Wednesday, May 9, 2018

Back in Kyiv, Ukraine

Independence Square
The only time I've been to Ukraine was back in March 2015 when I had a one-day layover in Kyiv.  I didn't get to see a lot but it was enough that I knew I would for sure make it back again.

St. Michal's Cathedral

This time I spent two days in Kyiv really exploring the city.  I did visit some of the same sights again like Independence Square, St. Michael's Cathedral and St. Andrew's Church.  
St. Andrew's Church 

Luckily this time I managed to see even more.

Pechersk Lavra is the Kyiv Monastery of the Caves.  It was founded in 1051 and it is still an important pilgrimage destination for Orthodox believers.  The 28 hectares (69 acre) complex is huge and you can tour the caves.

The National Art Museum of Ukraine has a collection of 20,000 pieces.  The building was constructed in 1898.

At Eternal Glory Park is the monument to the millions of victims of the Great Famine of 1932-1933.  Below the monument is a museum.

At the park is also the Monument of Eternal Glory.  There is an eternal flame at the tomb of the unknown soldier.  The monument was unveiled in 1957.

Ukrainian House is the International Convention Centre.  It opened in 1982 and it used to be the Vladimir Lenin Museum.

The Dynamo Stadium opened in 1934.  It is home to the Kyiv Dynamo Football Club.

The Olympic National Sports Complex is the second-largest stadium in Eastern Europe.  It opened in 1923, was expanded in 1978, and renovated in 2011.  The stadium was used during the 1980 Moscow Olympics.

The Afghanistan War Memorial was unveiled in 1994.  It honours the Ukrainian soldiers who died serving in the Soviet military during the 1979-1989 war.

The Salute Hotel was built in 1984.  It's architecture was unique for the time which made it quite popular.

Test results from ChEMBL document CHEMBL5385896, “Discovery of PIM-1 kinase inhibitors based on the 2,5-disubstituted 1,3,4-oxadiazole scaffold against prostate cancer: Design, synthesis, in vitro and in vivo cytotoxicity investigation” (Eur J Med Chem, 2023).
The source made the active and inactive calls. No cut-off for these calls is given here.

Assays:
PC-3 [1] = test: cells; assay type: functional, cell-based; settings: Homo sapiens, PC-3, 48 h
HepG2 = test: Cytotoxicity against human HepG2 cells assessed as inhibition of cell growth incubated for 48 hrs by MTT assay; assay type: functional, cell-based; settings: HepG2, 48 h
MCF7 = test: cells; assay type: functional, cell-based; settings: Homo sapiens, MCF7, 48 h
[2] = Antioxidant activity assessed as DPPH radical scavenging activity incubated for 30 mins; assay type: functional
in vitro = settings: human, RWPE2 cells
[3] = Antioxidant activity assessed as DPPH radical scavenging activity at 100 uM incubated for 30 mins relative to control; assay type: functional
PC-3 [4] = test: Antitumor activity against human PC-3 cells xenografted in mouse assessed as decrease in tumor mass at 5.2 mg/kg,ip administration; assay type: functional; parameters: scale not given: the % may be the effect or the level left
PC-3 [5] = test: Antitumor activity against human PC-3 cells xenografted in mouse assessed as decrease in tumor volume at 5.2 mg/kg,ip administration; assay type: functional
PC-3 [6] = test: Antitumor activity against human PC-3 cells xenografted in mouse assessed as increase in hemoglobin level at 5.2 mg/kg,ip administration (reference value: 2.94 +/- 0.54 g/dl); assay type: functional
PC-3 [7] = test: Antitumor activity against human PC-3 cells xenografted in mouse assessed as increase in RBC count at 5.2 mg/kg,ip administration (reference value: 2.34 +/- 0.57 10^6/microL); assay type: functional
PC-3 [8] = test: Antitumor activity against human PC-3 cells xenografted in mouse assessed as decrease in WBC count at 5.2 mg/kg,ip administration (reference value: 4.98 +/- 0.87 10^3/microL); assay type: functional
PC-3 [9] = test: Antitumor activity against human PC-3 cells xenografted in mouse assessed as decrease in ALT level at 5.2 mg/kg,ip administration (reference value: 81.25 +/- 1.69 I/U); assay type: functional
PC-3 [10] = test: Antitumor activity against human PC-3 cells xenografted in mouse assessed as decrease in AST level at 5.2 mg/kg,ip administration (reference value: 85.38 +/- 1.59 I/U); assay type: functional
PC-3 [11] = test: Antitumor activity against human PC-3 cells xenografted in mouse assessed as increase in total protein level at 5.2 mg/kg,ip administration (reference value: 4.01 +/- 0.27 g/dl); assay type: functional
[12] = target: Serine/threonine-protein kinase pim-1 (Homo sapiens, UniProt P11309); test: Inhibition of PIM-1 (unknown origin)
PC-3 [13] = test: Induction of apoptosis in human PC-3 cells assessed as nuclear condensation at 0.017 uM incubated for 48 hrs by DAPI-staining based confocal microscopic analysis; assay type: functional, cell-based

The Arsenal metro station is the deepest in the world.  The station opened in 1960 and it is 105.5 metres (346 feet) deep.

It is so deep that it can take up to 10 minutes just to take both escalators down to the trains.

The Verkhovna Rada is the Supreme Council of Ukraine.  The parliament building was completed in 1939 and like most building had to be renovated after the war.

Mariyinsky Palace is the official residence of the Ukrainian President.  It was built from 1750 to 1755 and was intended to be a miniature Versailes.

Mariynsky Park was founded in 1874.  There's a granite statue at the grave of Soviet Army General Vatutin who liberated the city from the Nazis in 1944.

The Kyiv opera company is the third oldest in the country.  The Taras Shevchenko Ukrainian National Opera House opened in 1901.

The Motherland Monument was unveiled in 1981.  It is 62 metres (203 feet) tall and weighs 450 tons.

The monument is on top of the National Museum of the History of Ukraine in the Second World War.  The museum opened in 1981 and until 2015 it was simply called the Museum of the Great Patriotic War.

The museum is quite interesting and there's currently a large exhibition documenting Russian aggression in the east.

Near the Love Bridge, also known as the Devil's Bridge, is a statue called Love Story.  In 1943, Luigi was an Italian POW and Mokryna was a displaced worker.  They met in an Austrian war camp and they spent two years together.  In 2004, after 60 years, the couple was finally reunited on TV.

I was able to see quite a bit of the city.  Although I probably could have spent another day or two checking out all of the sites.  But I had limited time as I wanted to be sure to fit in my tour to Chernobyl.

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